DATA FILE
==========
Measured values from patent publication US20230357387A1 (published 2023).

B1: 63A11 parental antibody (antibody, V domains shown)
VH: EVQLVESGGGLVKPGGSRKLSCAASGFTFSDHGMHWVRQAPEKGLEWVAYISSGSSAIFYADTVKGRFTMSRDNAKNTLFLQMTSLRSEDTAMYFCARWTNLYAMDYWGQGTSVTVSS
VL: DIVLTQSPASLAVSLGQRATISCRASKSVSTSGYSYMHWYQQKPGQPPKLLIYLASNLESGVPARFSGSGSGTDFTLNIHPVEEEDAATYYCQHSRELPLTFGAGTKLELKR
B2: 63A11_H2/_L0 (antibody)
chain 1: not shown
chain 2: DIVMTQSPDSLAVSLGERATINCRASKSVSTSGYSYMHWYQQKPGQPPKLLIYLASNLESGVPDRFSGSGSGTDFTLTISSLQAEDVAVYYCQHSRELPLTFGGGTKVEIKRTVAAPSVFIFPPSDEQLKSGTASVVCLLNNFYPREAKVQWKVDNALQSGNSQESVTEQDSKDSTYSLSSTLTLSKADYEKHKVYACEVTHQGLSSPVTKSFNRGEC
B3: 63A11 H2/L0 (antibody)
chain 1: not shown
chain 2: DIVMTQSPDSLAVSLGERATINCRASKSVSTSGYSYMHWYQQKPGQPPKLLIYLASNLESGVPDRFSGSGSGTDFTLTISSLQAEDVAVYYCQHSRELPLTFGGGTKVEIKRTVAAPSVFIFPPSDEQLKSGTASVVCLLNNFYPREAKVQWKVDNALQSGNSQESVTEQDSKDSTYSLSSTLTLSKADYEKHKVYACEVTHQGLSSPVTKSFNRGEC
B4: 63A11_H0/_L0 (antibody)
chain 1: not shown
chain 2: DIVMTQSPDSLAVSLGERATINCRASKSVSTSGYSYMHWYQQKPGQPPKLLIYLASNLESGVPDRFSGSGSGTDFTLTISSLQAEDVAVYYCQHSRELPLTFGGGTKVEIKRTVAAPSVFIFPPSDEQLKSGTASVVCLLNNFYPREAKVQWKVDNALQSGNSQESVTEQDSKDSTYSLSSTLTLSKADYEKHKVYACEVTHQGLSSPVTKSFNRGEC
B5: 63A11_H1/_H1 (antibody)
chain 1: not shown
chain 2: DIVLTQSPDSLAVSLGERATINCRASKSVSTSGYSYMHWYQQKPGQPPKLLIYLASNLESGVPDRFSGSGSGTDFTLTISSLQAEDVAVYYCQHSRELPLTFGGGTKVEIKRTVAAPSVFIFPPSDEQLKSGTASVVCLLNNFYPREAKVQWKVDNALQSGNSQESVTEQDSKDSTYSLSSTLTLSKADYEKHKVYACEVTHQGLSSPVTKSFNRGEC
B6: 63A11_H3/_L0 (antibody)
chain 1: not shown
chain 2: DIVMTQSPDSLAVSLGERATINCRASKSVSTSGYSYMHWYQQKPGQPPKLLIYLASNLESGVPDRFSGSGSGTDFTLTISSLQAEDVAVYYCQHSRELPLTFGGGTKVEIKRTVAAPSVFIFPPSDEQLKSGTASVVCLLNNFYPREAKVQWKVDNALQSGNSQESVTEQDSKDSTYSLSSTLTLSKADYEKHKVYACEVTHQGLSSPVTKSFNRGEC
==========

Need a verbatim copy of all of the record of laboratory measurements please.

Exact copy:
Measured values from patent publication US20230357387A1 (published 2023).

B1: 63A11 parental antibody (antibody, V domains shown)
VH: EVQLVESGGGLVKPGGSRKLSCAASGFTFSDHGMHWVRQAPEKGLEWVAYISSGSSAIFYADTVKGRFTMSRDNAKNTLFLQMTSLRSEDTAMYFCARWTNLYAMDYWGQGTSVTVSS
VL: DIVLTQSPASLAVSLGQRATISCRASKSVSTSGYSYMHWYQQKPGQPPKLLIYLASNLESGVPARFSGSGSGTDFTLNIHPVEEEDAATYYCQHSRELPLTFGAGTKLELKR
B2: 63A11_H2/_L0 (antibody)
chain 1: not shown
chain 2: DIVMTQSPDSLAVSLGERATINCRASKSVSTSGYSYMHWYQQKPGQPPKLLIYLASNLESGVPDRFSGSGSGTDFTLTISSLQAEDVAVYYCQHSRELPLTFGGGTKVEIKRTVAAPSVFIFPPSDEQLKSGTASVVCLLNNFYPREAKVQWKVDNALQSGNSQESVTEQDSKDSTYSLSSTLTLSKADYEKHKVYACEVTHQGLSSPVTKSFNRGEC
B3: 63A11 H2/L0 (antibody)
chain 1: not shown
chain 2: DIVMTQSPDSLAVSLGERATINCRASKSVSTSGYSYMHWYQQKPGQPPKLLIYLASNLESGVPDRFSGSGSGTDFTLTISSLQAEDVAVYYCQHSRELPLTFGGGTKVEIKRTVAAPSVFIFPPSDEQLKSGTASVVCLLNNFYPREAKVQWKVDNALQSGNSQESVTEQDSKDSTYSLSSTLTLSKADYEKHKVYACEVTHQGLSSPVTKSFNRGEC
B4: 63A11_H0/_L0 (antibody)
chain 1: not shown
chain 2: DIVMTQSPDSLAVSLGERATINCRASKSVSTSGYSYMHWYQQKPGQPPKLLIYLASNLESGVPDRFSGSGSGTDFTLTISSLQAEDVAVYYCQHSRELPLTFGGGTKVEIKRTVAAPSVFIFPPSDEQLKSGTASVVCLLNNFYPREAKVQWKVDNALQSGNSQESVTEQDSKDSTYSLSSTLTLSKADYEKHKVYACEVTHQGLSSPVTKSFNRGEC
B5: 63A11_H1/_H1 (antibody)
chain 1: not shown
chain 2: DIVLTQSPDSLAVSLGERATINCRASKSVSTSGYSYMHWYQQKPGQPPKLLIYLASNLESGVPDRFSGSGSGTDFTLTISSLQAEDVAVYYCQHSRELPLTFGGGTKVEIKRTVAAPSVFIFPPSDEQLKSGTASVVCLLNNFYPREAKVQWKVDNALQSGNSQESVTEQDSKDSTYSLSSTLTLSKADYEKHKVYACEVTHQGLSSPVTKSFNRGEC
B6: 63A11_H3/_L0 (antibody)
chain 1: not shown
chain 2: DIVMTQSPDSLAVSLGERATINCRASKSVSTSGYSYMHWYQQKPGQPPKLLIYLASNLESGVPDRFSGSGSGTDFTLTISSLQAEDVAVYYCQHSRELPLTFGGGTKVEIKRTVAAPSVFIFPPSDEQLKSGTASVVCLLNNFYPREAKVQWKVDNALQSGNSQESVTEQDSKDSTYSLSSTLTLSKADYEKHKVYACEVTHQGLSSPVTKSFNRGEC